|The Royal Family, c. 1910/11|
The mounting pressures of World War I, combined with years of injustice, toppled the rule of Tsar Nicholas II in March 1917. Forced to abdicate, he was replaced by a Provisional Government committed to continuing the war.
Increasing losses at the front and the fear of a German advance on Petrograd eroded what little support remained for the war and undermined the Provisional Government's authority. Capitalizing on this situation, the Germans secretly transported the exiled Vladimir Lenin in a sealed train from Switzerland to Russia in the hope he would inflame the turmoil. German expectations were realized on the night of 6–7 November when Trotsky managed the Bolsheviks' successful attempt to grab the reins of power in Petrograd. Anti-Bolshevik forces (the Whites) immediately took up arms to oust the Communist regime and Russia was plunged into a brutal civil war. The following March the Communist regime signed a treaty with the Germans ending Russia's participation in World War I.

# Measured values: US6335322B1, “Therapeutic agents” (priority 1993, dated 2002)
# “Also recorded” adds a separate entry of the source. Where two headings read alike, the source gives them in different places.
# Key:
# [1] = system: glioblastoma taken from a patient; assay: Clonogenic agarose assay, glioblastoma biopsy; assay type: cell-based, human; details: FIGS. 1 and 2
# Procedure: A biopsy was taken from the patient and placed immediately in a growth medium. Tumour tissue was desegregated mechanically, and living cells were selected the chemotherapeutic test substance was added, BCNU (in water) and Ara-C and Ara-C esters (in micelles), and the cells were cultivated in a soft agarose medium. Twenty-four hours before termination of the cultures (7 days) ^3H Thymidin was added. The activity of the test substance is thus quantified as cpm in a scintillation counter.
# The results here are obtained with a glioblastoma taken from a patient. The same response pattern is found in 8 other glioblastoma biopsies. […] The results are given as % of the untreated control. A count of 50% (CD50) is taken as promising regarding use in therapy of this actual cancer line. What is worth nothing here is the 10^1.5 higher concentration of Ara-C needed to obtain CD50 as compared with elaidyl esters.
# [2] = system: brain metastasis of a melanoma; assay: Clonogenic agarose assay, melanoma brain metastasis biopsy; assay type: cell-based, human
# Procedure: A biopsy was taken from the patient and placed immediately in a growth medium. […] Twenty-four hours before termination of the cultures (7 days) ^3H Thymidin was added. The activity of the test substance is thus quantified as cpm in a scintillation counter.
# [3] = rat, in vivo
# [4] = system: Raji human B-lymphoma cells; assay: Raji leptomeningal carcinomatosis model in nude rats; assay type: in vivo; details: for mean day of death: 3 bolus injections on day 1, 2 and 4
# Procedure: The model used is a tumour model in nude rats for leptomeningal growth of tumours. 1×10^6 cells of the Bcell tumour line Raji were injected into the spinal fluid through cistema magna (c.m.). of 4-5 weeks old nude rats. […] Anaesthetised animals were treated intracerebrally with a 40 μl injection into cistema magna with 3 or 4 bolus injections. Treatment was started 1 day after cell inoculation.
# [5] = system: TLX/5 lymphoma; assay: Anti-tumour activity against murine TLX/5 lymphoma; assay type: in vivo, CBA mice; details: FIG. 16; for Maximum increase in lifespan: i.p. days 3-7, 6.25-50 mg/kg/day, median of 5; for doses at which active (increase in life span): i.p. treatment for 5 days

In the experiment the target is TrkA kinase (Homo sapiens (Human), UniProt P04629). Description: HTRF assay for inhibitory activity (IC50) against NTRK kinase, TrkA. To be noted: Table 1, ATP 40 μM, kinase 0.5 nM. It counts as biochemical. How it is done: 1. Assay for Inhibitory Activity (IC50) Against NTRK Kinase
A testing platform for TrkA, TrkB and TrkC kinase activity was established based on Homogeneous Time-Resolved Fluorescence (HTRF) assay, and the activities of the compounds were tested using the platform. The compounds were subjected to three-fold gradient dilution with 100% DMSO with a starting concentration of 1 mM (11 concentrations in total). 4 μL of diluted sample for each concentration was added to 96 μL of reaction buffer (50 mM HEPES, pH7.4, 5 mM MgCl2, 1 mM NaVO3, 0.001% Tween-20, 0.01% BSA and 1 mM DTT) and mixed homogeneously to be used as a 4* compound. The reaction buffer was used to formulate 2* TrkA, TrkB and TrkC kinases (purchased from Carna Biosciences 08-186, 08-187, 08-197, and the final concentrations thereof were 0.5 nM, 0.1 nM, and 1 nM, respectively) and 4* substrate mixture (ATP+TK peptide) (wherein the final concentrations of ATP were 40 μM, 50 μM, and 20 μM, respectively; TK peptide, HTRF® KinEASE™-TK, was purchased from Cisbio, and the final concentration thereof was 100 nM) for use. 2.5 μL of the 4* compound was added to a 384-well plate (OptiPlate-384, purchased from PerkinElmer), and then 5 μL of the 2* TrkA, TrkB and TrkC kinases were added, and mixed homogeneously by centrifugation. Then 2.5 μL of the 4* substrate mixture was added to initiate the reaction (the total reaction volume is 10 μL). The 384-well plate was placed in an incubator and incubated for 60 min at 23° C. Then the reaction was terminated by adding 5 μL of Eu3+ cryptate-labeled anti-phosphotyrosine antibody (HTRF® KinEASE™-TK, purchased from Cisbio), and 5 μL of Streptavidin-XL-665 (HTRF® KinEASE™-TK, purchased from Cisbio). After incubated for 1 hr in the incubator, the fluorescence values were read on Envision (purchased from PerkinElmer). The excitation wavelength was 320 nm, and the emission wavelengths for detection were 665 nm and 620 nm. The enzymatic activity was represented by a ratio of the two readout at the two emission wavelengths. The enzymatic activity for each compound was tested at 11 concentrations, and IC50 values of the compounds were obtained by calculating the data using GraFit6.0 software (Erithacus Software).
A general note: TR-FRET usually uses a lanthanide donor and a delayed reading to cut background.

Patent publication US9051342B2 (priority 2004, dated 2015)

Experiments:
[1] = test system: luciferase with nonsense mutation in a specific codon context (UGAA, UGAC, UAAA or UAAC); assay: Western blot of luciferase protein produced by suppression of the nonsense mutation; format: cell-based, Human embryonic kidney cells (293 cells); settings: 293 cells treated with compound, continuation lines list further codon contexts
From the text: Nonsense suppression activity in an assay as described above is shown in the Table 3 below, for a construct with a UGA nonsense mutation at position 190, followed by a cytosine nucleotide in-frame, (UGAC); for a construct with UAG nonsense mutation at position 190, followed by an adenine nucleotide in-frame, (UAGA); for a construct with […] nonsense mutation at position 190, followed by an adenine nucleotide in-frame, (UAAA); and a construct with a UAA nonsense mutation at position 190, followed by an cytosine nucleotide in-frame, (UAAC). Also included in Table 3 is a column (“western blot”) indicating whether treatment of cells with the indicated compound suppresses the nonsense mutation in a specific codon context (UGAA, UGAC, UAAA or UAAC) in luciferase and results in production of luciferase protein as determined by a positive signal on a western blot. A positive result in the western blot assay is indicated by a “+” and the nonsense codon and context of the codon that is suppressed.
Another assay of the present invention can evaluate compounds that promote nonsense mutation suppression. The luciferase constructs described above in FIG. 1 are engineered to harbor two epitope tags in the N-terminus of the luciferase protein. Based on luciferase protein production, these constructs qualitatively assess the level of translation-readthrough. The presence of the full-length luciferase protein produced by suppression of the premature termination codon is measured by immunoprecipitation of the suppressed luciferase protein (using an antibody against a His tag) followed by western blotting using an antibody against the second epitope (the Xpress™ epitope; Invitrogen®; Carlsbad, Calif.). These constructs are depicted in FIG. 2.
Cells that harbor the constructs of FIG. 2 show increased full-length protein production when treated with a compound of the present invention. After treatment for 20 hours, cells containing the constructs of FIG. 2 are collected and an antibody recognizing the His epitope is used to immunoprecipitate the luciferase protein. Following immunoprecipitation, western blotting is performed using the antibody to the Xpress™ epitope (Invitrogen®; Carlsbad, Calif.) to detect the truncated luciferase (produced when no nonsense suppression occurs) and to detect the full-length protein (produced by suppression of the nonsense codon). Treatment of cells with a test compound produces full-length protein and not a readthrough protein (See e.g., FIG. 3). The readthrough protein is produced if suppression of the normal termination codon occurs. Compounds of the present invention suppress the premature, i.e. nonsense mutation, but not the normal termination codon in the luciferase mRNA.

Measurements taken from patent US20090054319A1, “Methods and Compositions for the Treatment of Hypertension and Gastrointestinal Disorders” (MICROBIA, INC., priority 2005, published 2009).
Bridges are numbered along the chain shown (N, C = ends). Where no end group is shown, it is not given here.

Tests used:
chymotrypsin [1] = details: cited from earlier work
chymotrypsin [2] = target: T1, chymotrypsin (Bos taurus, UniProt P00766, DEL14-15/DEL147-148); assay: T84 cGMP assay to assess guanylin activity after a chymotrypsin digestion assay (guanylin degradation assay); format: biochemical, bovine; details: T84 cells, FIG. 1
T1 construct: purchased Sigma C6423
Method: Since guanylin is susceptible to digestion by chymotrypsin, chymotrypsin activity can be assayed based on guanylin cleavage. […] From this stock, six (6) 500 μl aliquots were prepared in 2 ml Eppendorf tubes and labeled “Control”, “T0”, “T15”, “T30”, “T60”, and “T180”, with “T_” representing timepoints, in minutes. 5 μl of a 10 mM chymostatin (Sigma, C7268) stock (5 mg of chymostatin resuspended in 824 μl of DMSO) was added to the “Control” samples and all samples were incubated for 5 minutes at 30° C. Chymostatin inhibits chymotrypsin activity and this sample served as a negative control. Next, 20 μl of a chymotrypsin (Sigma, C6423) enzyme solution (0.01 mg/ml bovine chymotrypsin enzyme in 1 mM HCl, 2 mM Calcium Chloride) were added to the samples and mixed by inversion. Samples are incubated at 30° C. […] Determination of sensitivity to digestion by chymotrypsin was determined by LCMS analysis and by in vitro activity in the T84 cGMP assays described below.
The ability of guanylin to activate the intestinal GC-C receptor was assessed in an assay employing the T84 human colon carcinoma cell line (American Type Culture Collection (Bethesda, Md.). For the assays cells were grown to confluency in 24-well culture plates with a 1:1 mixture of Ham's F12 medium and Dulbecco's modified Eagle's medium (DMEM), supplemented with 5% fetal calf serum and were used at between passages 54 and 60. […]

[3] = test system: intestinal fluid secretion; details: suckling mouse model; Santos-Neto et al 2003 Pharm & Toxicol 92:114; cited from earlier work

|Site of the Murders |
Damage Due to Investigators Searching for Bullets
Against this backdrop of political chaos, the tsar and his family were initially kept as prisoners at Tsarskoe Selo and then transported beyond the Ural Mountains to Tobolsk for some months, finally ending up in the town of Ekaterinburg in the spring of 1918. The seven members of the imperial family and their small retinue were confined to the house of a successful local merchant, N. N. Ipatiev, which had been commandeered by the Bolsheviks for this purpose.
By mid-July, a Czech contingent of the White Army was approaching Ekaterinburg and the sounds of gunfire could be heard in the distance by the royal prisoners and their Bolshevik captors. The arrival of their potential liberators sealed the fate of the tsar and his family.
During the early morning hours of 17 July the tsar, his wife, children, and servants were herded into the cellar of their prison house and executed.
Sources: "The Execution of Tsar Nicholas II, 1918," Eyewitness to History, (2005); Beinecke Collection Yale University.